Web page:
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Greenwich Daily Voice serves Greenwich, CT
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Greenwich Vows to Keep Roads Clear of Snow

GREENWICH, Conn. – With winter coming up fast and furious on Greenwich, the snowstorms of last season are a reminder of what may be to come. Peter Kurpeawski of the Greenwich Department of Public Works says residents will continue to get professional snow-removal operations.

“We have a very dedicated work force here that works long and extended hours, and they do it in a very safe and efficient manner,” said Kurpeawski. “It’s a job that is thankless in a lot of ways because people go to bed and there’s snow on the ground when they wake up, and their view is: Why isn’t it clean?”

The town’s $700,000 snow-removal budget took a hit last winter from continuous storms and blizzards. It is based on 35 inches of snowfall for the entire winter, and the town has the same budget this year. However, the Board of Estimate and Taxation has a contingency fund to dip into if budgets are depleted.

“We didn’t have any issues with our operations last year, just large volumes of snow that takes time to remove,” said Kurpeawski.

Greenwich maintains 265.3 miles of roadways, 33 municipal and commuter parking lots and 14 schools. “It’s a very complex operation,” Kurpeawski said of the snow removal.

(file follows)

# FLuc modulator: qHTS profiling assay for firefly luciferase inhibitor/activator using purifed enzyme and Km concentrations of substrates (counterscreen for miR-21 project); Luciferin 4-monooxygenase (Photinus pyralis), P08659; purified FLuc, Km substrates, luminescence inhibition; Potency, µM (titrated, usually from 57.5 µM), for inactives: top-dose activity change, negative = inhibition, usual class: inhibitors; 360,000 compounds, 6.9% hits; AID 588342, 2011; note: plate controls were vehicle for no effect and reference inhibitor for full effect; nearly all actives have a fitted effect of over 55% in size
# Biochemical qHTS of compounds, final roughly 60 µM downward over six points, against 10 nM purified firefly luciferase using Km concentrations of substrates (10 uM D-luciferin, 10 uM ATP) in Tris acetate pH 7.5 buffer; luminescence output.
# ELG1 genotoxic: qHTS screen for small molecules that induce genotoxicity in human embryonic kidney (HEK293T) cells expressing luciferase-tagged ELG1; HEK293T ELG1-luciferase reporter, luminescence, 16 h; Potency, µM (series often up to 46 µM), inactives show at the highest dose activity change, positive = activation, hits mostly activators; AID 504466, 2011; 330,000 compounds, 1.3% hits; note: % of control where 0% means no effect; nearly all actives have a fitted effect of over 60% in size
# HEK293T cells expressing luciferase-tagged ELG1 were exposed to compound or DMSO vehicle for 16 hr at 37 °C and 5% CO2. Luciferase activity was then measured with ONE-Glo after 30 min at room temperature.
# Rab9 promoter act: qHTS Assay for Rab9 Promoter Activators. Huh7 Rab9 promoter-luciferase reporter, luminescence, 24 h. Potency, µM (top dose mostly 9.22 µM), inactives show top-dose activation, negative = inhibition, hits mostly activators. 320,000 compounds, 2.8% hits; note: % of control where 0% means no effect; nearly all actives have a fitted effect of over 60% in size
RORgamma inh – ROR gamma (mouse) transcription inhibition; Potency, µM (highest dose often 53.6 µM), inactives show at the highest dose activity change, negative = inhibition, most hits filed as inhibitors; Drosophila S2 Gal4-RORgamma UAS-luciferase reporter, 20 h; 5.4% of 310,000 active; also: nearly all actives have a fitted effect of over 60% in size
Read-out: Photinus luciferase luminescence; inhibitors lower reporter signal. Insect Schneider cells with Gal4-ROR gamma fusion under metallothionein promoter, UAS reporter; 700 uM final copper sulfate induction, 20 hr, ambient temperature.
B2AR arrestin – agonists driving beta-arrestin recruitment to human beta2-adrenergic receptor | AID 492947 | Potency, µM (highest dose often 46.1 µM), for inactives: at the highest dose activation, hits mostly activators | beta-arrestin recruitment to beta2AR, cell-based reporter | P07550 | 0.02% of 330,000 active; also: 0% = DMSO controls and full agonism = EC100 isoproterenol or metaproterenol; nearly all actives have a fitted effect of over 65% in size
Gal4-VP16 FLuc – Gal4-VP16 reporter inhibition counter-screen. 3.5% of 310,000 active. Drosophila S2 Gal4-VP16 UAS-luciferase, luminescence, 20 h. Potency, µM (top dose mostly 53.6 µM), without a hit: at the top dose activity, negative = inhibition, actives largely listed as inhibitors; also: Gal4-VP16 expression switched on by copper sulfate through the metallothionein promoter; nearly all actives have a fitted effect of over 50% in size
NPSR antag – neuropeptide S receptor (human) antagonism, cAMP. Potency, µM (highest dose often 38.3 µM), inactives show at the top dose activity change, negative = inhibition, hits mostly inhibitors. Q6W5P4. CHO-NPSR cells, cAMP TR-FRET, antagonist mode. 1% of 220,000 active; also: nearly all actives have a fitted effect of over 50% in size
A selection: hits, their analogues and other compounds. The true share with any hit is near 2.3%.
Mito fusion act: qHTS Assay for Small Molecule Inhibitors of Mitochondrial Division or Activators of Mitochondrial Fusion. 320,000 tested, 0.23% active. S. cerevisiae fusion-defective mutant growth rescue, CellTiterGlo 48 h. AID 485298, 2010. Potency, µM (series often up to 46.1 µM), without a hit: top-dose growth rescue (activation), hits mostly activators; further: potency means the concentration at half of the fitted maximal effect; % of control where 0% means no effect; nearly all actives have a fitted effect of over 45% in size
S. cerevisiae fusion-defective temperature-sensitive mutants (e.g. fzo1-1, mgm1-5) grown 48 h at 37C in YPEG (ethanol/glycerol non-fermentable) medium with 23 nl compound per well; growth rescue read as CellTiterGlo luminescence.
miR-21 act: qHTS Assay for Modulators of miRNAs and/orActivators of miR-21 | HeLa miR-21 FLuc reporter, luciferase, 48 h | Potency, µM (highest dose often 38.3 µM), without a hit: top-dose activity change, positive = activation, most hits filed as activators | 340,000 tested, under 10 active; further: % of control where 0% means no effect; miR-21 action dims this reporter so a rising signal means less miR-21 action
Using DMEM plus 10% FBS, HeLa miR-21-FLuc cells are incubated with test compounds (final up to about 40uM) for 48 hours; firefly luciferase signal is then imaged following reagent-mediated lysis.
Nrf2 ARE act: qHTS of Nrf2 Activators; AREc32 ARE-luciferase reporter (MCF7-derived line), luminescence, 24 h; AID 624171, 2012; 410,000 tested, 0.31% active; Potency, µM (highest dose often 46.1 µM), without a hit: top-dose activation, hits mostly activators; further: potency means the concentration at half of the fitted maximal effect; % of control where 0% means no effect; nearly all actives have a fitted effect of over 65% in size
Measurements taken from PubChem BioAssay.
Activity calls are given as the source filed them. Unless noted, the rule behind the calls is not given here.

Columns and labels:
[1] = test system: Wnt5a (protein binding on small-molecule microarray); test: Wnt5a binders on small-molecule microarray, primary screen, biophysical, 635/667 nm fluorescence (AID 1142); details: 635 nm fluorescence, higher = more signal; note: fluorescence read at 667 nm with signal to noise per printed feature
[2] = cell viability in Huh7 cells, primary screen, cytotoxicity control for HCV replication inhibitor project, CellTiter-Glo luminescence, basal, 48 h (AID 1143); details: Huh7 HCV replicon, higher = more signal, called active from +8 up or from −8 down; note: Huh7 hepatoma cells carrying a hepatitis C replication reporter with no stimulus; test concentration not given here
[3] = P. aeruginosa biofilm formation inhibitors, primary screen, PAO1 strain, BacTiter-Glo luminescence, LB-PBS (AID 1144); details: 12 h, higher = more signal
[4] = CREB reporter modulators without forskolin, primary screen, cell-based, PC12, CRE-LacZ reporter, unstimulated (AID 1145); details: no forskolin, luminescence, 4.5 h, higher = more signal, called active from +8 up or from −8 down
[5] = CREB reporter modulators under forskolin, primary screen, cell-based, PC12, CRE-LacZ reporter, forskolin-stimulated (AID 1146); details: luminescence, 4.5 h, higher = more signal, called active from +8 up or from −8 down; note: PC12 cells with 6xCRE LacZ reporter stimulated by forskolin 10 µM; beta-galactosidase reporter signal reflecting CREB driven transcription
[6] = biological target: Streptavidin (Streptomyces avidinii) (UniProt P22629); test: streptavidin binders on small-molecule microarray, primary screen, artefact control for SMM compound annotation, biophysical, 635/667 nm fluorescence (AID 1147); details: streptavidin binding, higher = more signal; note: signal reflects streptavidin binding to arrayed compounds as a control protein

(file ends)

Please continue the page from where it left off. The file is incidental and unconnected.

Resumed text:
Before every storm, Kurpeawski said the town does an aggressive anti-icing program using Envirobrand, an application that can go on up to five days before a storm, provided there are dry surfaces. “We go out and pretreat the roads, it dries, and then once it starts to snow, it breaks the bond between the snow and the road surface,” he said. The Highway Department uses salt and sand applications on roads during all stages of a storm.

One problem during storms is not from cleanup, but from residents who get their cars stuck in the snow. “A certain percentage of the population likes to be out in the snow,” said Kurpeawski. “People want to go out and have fun when they should be home earlier then they think. They end up abandoning their cars, which impedes the cleanup operation.”

During snow emergencies, the Highway Department has designated snow routes, and the police department can tow cars parked on those streets.

Another problem comes from private contractors that push snow from driveways or parking lots onto streets. It is illegal, and Lt. Kraig Gray, spokesman for the police department, said officers actively ticket for this offense. This year will be no different. “Let’s just say last year was not the first year it snowed in New England, and this year will not be the last,” said Gray.

"We know there are instances where people are going to push the snow into the road, but usually what happens is many contractors leave the piles in the middle of the street and don’t clean up after themselves,” said Kurpeawski. “If they would simply tuck it all in and let the snow fall down the gutter line, it wouldn’t be a problem.”

No matter what kind of winter Greenwich has, Kurpeawski said the town is ready. “Our employees are dedicated and have years and years of experience,” he said. “The best thing we can do is deal with whatever comes down, and we give it hell to the end.”

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